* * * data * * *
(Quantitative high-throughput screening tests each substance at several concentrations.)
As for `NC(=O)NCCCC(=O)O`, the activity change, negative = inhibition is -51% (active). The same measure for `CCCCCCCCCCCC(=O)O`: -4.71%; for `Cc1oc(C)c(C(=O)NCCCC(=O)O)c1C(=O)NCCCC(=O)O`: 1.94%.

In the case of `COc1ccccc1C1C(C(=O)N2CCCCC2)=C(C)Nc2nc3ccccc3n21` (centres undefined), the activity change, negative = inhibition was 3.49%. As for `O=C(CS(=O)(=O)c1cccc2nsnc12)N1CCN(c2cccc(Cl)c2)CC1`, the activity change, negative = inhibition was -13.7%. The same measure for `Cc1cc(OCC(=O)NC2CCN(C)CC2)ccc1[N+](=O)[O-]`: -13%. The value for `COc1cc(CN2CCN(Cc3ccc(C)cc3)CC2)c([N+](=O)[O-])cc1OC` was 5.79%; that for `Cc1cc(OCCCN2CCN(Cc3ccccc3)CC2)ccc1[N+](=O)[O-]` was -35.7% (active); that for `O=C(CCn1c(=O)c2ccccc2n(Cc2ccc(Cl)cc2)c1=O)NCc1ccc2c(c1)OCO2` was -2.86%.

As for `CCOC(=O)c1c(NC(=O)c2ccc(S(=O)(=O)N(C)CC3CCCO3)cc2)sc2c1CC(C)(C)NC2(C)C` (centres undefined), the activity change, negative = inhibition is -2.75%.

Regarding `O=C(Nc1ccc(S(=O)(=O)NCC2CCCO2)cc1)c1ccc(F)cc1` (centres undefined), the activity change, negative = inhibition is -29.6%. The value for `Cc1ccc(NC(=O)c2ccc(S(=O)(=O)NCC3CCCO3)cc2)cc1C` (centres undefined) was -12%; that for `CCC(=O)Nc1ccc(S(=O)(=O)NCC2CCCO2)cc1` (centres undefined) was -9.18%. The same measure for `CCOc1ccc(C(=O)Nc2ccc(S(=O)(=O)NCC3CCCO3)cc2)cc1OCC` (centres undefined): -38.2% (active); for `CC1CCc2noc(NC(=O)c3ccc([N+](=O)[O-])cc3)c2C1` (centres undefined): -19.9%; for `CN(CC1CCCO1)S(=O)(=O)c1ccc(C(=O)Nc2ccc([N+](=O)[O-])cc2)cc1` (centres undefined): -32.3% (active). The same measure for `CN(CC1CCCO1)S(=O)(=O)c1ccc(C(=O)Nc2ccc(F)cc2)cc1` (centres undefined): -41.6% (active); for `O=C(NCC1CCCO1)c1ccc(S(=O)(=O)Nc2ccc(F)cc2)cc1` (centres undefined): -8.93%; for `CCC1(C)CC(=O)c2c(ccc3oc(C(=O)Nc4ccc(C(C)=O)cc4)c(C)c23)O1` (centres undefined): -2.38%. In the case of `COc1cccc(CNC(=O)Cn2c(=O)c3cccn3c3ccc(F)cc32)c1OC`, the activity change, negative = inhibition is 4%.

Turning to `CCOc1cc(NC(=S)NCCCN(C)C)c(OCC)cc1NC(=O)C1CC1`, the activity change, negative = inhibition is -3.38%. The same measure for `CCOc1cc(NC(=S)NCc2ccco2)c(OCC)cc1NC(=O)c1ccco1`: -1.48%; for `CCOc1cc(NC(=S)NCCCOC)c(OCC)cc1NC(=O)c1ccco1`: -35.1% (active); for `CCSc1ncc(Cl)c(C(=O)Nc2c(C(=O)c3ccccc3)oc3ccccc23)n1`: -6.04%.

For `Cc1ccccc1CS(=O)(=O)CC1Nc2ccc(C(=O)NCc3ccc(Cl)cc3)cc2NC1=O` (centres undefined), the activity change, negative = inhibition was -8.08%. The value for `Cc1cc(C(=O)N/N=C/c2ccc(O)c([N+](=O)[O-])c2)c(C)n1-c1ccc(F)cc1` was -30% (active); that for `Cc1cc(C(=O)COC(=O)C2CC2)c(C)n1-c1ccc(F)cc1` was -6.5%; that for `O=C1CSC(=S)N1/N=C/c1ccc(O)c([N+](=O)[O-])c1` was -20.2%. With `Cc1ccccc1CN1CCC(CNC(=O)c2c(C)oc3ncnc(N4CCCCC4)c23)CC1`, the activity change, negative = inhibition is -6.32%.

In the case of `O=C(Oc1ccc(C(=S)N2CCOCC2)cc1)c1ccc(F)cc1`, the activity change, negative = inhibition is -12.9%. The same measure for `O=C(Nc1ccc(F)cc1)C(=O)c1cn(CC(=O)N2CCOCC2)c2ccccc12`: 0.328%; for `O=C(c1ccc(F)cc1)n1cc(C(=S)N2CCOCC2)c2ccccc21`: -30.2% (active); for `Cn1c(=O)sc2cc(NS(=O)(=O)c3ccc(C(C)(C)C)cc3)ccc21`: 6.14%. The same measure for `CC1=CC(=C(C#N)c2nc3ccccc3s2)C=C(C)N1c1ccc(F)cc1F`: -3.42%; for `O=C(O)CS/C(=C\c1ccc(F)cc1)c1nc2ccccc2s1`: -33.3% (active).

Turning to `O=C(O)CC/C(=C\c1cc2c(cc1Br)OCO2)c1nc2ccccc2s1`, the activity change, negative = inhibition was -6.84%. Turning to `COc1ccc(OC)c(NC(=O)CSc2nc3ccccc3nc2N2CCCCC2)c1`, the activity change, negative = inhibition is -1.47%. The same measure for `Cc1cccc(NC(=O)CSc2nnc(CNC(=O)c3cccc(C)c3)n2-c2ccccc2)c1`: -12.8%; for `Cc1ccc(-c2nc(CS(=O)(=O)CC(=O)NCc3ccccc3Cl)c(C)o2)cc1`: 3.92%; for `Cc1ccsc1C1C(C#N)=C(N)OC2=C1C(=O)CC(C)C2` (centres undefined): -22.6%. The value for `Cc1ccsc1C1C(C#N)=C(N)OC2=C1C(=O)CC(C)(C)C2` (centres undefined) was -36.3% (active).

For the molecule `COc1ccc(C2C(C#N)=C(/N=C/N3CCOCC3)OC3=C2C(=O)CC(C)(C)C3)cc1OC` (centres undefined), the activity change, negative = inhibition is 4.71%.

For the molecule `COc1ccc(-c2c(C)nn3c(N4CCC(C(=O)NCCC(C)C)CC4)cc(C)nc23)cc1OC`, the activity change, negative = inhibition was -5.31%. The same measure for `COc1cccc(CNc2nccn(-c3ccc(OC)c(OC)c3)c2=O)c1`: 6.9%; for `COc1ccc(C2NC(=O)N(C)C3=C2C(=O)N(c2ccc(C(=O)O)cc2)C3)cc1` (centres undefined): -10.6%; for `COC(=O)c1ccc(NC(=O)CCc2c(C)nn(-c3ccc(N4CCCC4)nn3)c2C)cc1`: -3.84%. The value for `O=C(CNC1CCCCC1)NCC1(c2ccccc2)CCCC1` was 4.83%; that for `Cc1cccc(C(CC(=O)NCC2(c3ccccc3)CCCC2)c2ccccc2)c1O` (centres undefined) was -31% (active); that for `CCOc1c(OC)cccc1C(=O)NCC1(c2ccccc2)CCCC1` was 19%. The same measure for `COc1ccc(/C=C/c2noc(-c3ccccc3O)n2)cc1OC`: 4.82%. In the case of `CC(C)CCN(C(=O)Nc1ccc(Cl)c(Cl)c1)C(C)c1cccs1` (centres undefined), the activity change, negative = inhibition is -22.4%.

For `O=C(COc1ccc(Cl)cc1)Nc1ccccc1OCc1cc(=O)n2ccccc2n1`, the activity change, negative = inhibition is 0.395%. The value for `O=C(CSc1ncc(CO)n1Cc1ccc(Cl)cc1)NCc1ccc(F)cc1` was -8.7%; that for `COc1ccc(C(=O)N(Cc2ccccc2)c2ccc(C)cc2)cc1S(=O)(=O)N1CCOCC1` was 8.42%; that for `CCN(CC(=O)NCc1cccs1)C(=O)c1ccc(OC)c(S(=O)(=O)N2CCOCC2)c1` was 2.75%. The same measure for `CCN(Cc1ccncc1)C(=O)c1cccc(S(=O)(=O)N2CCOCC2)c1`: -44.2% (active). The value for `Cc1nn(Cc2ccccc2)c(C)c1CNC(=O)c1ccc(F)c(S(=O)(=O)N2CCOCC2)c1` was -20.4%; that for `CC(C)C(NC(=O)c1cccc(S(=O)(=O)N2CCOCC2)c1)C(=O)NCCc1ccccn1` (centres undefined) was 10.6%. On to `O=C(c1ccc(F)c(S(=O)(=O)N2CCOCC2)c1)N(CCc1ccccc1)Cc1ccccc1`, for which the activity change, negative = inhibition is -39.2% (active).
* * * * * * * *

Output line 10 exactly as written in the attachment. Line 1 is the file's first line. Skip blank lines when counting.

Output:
For the molecule `COc1ccc(C2C(C#N)=C(/N=C/N3CCOCC3)OC3=C2C(=O)CC(C)(C)C3)cc1OC` (centres undefined), the activity change, negative = inhibition is 4.71%.